Perhaps more perniciously, the insistence on objective science as the deliverer of nutritional truth has led to increasingly specialized and highly-focused studies about how our bodies interact with food. Since the early eighteenth century, learned physicians have argued that their dietary expertise derived from their knowledge of hidden bodily mechanisms. The English physician George Cheyne in the 1740s, for instance, gained his patients’ trust because his knowledge of the invisible plumbing of our bodies enabled him to prescribe sound dietary regimens. In the second half of the nineteenth century, calories and macronutrients became the dominant way of understanding dietary health, a paradigm that still haunts food labels (and dieters) today. Throughout the first half of the twentieth century, vitamins and trace minerals provided even more specificity to maintaining a sound diet. More recently (to mention just two examples) gut flora and microbiomes have become promising avenues for understanding how a whole world of microbiotics affect our health, and how many germs keep us healthy.

Of course nutritional research has been tremendously useful: knowing vitamin C prevents scurvy and iodine prevents goiter (to mention only two well known examples) are crucial advances in public health. Yet because of our increasingly microscopic research and the necessarily imperfect ways it gets translated into dietary advice and onto labels, we are continually (if inadvertently) inculcated to think that maintaining a healthy diet is terribly complicated. This is not a hard sell. Good luck parsing an original research publication unless you’ve got a PhD in a related research field like physiology or biochemistry. Since we can’t understand these articles, naturally we rely on experts, like Cheyne, who at least appear to have the requisite training; and we rely on a variety of media, including labels, to communicate this knowledge to us. We know that food labeling matters: would you rather eat lean finely textured beef or pink slime?

“Composition of Food Materials” chart from Caroline L. Hunt and Helen W. Atwater, “How to Select Foods,” 1917. (US Department of Agriculture/Internet Archive)

In addition to problems created from inappropriate definitions and quantifications of healthy, the mere act of defining healthy (whether via a label or an accepted numeric range) has historically entailed numerous social consequences far outside the purview of scientific research. In particular, it creates an unnecessary dichotomy between perceptions of healthy and unhealthy. Do we then alienate if not discriminate against those whose can’t, because of access or means, buy certain foods or who have bodies that don’t fit the target demographic?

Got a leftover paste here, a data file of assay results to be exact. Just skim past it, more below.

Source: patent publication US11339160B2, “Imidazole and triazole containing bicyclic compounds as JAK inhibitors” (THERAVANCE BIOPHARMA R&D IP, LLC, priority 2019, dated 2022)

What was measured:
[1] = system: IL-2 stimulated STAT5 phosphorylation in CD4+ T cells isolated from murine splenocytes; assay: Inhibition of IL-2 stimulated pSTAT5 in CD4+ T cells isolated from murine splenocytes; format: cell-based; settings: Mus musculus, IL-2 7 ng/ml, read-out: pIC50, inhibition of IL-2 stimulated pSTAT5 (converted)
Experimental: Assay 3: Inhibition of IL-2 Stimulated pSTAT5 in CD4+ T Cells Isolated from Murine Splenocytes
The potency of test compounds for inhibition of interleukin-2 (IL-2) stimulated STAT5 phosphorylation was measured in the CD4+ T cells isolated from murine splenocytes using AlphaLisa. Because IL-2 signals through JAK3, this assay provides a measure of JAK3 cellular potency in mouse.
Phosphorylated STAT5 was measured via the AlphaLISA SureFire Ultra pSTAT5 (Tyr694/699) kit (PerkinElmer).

For instance, history shows us that virtually all dietary reforms — all legitimately pursuing better health through the latest nutrition research — come with an implicit morality of what is “healthy.” So much is clear from the earliest days of nutritional science as it developed in the later nineteenth century, and as the newer nutrition took hold in the 1920s. Early nutrition experts like Wilbur Atwater and Ellen Richards, for instance, advocated for a scientific and economical approach to diet based on the latest “objective” research, yet it was no coincidence that what they considered to be a healthy diet closely mimicked what the professionalizing white American middle class was eating. Luckily, most immigrants with culinary traditions that did not embrace these ideals ignored their advice. Such dietary moralizing in the name of health has persisted throughout the twentieth century, spanning John Harvey Kellogg (of “Corn Flakes” fame), the organic movement of the 1970s (and more recent revivals), and the even more recent localvore movement.

While the history of nutrition can seem like a revolving door of dietary villains and superheroes, the one constant is the eternal optimism that nutritional truth is close at hand — and that we can indeed get it right. Indeed, new research into food interactions with the body, environmental factors, and genetic differences continue to fuel hopes that the right answer is just around the corner — that we’ve almost solved the labyrinth. Yet the informative history of nutrition and the dietary advice derived from it (nicely illustrated in this visual history of food guides) provide ample examples of the futility of pursuing a ubiquitous definition of healthy. In fact, it suggests we’re in the wrong maze altogether.

Ultimately, getting healthier is not a question about elevating the “best” science or making it more transparent. There will always be competing and contradictory research; it will inevitably be imperfectly interpreted, translated, and shaped by intellectual, social, and cultural biases. That’s awfully hard to explain on a box. Perhaps research for a definition of “healthy” should come not from science but from history. In that case, the most honest label to encourage healthiness will suggest paying critical attention to ingredient lists and disregarding health claims.

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One Comment

Kristen Ann Ehrenberger

Fantastic post, Fred. The idea that there is only one definition of “healthy nutrition” is one of my pet peeves. I find just the opposite in both my historical and my clinical work.